Whether you work in the field of sexual violence prevention or are just interested in creating healthier communities, here are some key resources that may be helpful.
What is Prevention?
At its core, prevention is about stopping sexual violence before it even has a chance to happen. These resources can help you become more familiar with prevention and key prevention theories.
- Primary Prevention Primer (NSVRC, 2016)
This short e-learning course introduces users to key prevention theories and contains a quiz to test knowledge.
- Perfect Shade of Change (NSVRC, 2012)
Resources for sexual violence preventionists working to create safe and healthy communities.
- Sexual Violence Prevention: Beginning the Dialogue (CDC, 2004)
This resource discusses sexual violence as a serious public health problem with extensive short- and long-term health consequences.
- Tools for Change: Primary Prevention v. Awareness/Outreach v. Risk Reduction (TAASA)
This resource highlights the differences between prevention, awareness, and risk reduction.
- Prevention Recipe Card (VA Action Alliance)
This resource provides a “recipe” for prevention.
Sexual violence does not happen in a vacuum. While committing violence is an individual choice, every person is shaped by the society we live in, which influences our attitudes, values, beliefs, and behaviors. Oppression, including racism, sexism, ageism, and classism (among others) influences social systems that perpetuate inequality and harm to certain groups of people more than others.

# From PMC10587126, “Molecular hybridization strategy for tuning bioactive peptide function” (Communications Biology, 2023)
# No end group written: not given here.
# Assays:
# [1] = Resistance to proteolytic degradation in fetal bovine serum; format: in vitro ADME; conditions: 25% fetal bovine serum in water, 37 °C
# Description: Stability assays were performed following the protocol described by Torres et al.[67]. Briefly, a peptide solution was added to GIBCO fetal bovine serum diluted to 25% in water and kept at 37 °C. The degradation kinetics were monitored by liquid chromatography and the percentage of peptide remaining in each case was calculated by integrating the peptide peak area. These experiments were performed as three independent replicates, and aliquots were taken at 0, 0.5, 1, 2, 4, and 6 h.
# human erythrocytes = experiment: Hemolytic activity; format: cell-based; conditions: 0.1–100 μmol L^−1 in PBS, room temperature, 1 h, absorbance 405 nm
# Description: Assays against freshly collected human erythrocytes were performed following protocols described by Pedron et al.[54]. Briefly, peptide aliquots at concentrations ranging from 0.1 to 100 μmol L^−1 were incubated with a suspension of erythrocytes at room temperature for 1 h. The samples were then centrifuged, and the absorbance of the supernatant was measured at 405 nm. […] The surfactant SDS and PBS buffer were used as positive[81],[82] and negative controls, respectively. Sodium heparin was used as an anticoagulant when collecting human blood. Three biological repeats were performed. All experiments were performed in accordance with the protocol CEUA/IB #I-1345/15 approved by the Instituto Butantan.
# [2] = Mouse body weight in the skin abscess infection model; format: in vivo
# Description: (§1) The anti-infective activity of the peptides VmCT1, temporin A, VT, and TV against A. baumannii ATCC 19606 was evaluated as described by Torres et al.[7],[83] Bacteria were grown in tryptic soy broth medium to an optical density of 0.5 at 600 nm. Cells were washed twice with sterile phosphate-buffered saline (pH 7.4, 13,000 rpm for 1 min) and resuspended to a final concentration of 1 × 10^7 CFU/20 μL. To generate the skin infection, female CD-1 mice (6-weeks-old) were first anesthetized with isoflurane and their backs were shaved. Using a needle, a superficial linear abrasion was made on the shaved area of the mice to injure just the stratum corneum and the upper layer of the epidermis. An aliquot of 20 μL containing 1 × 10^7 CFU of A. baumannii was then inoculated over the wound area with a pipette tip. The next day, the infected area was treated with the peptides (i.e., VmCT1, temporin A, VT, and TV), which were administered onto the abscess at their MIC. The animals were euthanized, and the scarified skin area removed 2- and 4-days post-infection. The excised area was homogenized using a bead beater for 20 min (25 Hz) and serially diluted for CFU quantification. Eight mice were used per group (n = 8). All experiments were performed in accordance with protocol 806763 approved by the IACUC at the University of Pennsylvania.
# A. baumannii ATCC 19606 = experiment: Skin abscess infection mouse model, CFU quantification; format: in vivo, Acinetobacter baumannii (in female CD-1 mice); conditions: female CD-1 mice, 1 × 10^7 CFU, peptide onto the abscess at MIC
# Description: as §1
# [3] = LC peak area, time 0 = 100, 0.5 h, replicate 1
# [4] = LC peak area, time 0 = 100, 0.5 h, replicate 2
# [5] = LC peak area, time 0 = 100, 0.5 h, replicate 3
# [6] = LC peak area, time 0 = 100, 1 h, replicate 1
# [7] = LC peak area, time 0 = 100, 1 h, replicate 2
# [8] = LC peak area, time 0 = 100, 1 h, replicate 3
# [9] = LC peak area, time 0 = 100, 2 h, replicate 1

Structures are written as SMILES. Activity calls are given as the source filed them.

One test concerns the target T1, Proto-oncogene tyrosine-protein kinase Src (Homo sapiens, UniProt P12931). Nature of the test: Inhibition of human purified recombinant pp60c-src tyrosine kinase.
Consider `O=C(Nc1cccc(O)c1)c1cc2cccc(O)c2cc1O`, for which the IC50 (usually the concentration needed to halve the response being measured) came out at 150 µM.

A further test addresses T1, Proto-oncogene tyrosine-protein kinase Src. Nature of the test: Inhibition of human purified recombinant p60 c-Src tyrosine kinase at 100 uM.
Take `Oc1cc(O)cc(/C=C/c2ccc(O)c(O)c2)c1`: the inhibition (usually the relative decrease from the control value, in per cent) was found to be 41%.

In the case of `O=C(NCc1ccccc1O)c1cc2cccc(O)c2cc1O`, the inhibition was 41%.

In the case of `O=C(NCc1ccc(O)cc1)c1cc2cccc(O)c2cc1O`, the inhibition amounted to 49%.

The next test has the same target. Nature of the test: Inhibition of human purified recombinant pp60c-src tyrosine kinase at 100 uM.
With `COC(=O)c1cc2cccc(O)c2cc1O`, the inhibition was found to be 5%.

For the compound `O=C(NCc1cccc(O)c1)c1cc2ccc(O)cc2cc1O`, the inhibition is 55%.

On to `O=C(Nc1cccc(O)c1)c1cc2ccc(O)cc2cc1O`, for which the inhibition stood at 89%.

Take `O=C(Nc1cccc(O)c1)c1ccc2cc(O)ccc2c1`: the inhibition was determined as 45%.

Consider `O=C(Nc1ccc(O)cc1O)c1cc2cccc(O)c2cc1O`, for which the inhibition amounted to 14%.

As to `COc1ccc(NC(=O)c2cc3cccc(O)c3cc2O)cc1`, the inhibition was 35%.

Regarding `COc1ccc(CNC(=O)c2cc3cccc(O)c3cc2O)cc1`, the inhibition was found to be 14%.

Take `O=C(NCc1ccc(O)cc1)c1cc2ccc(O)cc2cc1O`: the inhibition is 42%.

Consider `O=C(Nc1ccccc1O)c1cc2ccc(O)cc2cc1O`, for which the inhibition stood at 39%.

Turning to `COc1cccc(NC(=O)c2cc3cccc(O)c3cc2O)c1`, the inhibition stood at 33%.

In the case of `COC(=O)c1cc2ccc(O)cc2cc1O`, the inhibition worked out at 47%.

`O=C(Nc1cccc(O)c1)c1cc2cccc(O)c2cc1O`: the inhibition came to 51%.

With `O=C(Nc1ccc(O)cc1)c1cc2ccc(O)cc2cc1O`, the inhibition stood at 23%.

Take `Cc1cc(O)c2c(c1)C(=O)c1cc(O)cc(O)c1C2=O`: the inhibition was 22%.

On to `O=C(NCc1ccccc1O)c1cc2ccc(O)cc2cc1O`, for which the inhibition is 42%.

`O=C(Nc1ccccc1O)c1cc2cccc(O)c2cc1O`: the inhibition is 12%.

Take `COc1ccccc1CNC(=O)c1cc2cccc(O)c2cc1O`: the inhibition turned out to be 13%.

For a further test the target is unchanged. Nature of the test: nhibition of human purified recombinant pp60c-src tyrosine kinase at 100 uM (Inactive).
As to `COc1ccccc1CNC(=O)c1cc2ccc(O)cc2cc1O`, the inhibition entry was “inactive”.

In order to prevent sexual violence, we must simultaneously work to end all forms of oppression. These resources can help you understand the necessary connections between anti-oppression and prevention.
- Cultural Competency, Sensitivities and Allies In the Anti-Violence Against Women Movement: A Resource Manual for Advocates and Allies Reaching Out to Underserved Populations by WOCN
- Linking Primary Prevention and Anti Oppression by PreventConnect
- Dangerous Intersections by Incite!
- A Practical Guide for Creating Trauma-Informed Disability, Domestic Violence and Sexual Assault Organizations highlights and explores effective trauma-informed conditions or core values that victims, survivors and people with disabilities find essential for safety and healing.
- Sexual Violence and Individuals who Identify as LGBTQ
Campus & K-12
Schools and campuses play a large role in teaching and guiding young people. These can be effective places to implement prevention programs. These resources can provide information about how prevention can happen at schools and campuses, and ways to get involved.
- Transforming Communities to Prevent Child Sexual Abuse and Exploitation: A Primary Prevention Approach (Prevention Institute, May 2009)
This policy brief presents the distilled research and critical thinking of a diverse group of local and national experts in the field of child sexual abuse and exploitation.
- Internet Safety fact sheets and featured articles
- PreventConnect Campus addresses the prevention of sexual violence, domestic violence and dating violence on college and university campuses.